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Archives - May 2007
Tuesday, May 01, 2007

{safe_alt_text}Rio Tinto Minerals, parent company of U.S. Borax, has donated 10 acres to the Southwestern Oregon Community College. The property transfer began about three years ago, but only recently did the two parties seal the deal. The college plans to hold a groundbreaking ceremony May 12. Southwestern Oregon’s newest campus will most likely house a practical nursing program as well as a community center.

 

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Change at the pump?

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Tuesday, May 26, 2015
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New Jersey and Oregon are the only two states in the U.S. that ban self serve gas stations. But these two holdouts may be ready to give up the game. New Jersey is considering legislation that would lift the state's ban on pumping your own gas. Oregon is considering smaller scale changes.


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Fixing Oregon’s broken roads

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The technology at the center of Oregon’s road usage fee reform.


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The ancient fish that stops bullets

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Friday, May 08, 2015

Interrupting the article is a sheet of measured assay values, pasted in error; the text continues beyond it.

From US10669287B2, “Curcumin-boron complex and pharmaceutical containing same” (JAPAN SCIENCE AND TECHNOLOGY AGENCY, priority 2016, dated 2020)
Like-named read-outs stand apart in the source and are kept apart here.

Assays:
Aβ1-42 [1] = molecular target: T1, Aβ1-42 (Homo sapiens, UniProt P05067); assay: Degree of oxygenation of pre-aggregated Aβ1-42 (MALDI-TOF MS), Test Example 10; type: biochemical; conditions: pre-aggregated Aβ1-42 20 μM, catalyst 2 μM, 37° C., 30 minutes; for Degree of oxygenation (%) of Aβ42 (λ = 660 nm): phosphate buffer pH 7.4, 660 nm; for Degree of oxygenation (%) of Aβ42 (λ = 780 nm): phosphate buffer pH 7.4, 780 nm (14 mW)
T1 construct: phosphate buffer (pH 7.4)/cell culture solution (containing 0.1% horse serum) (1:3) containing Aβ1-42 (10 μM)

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Hagfish may not have evolved much over the last 300 million years, but their protein-heavy slime promises advances in super-materials.


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Undersea Power

June 2015
Friday, May 22, 2015
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Mike Morrow and Mike Delos-Reyes first came up with the idea of an ocean power device 23 years ago, when they were students at Oregon State University. They realized a long-held vision last summer, when their startup, M3 Wave, successfully launched the first ocean power device that works underwater.


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The Backstory: Portland Youth Builders

The Latest
Wednesday, June 03, 2015
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As part of our green workplaces story, Oregon Business checked out a community service project undertaken by Portland Youth Builders, a nonprofit alternative high school. In partnership with Whole Foods, PYB built garden boxes for a Home Forward  housing site. Home Forward is a government agency that provides housing for low income residents and people with disabilities.


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Cherry Raincoat

June 2015
Tuesday, May 26, 2015
BY LINDA BAKER

Spring rains are the bane of an Oregon cherry farmer’s existence. Even a few sprinkles can crack the fruit so badly it’s not worth picking. Science to the rescue: Researchers at Oregon State University have developed a spray-on film that cuts rain-related cracking in half, potentially saving a season’s crop. The coating, patented as SureSeal, is made from natural chemicals similar to those found in the skins of cherries: cellulose, palm oil-based wax and calcium.


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Intrepid reporter checks out ZoomCare rebrand

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Like all good journalists, OB editorial staff typically eschew freebies. But health care costs being what they are, digital news editor Jacob Palmer couldn't resist ZoomCare's offer of a three-in-one (cleaning, exam, whitening) dental office visit, guaranteed to take no more than 57 minutes. 


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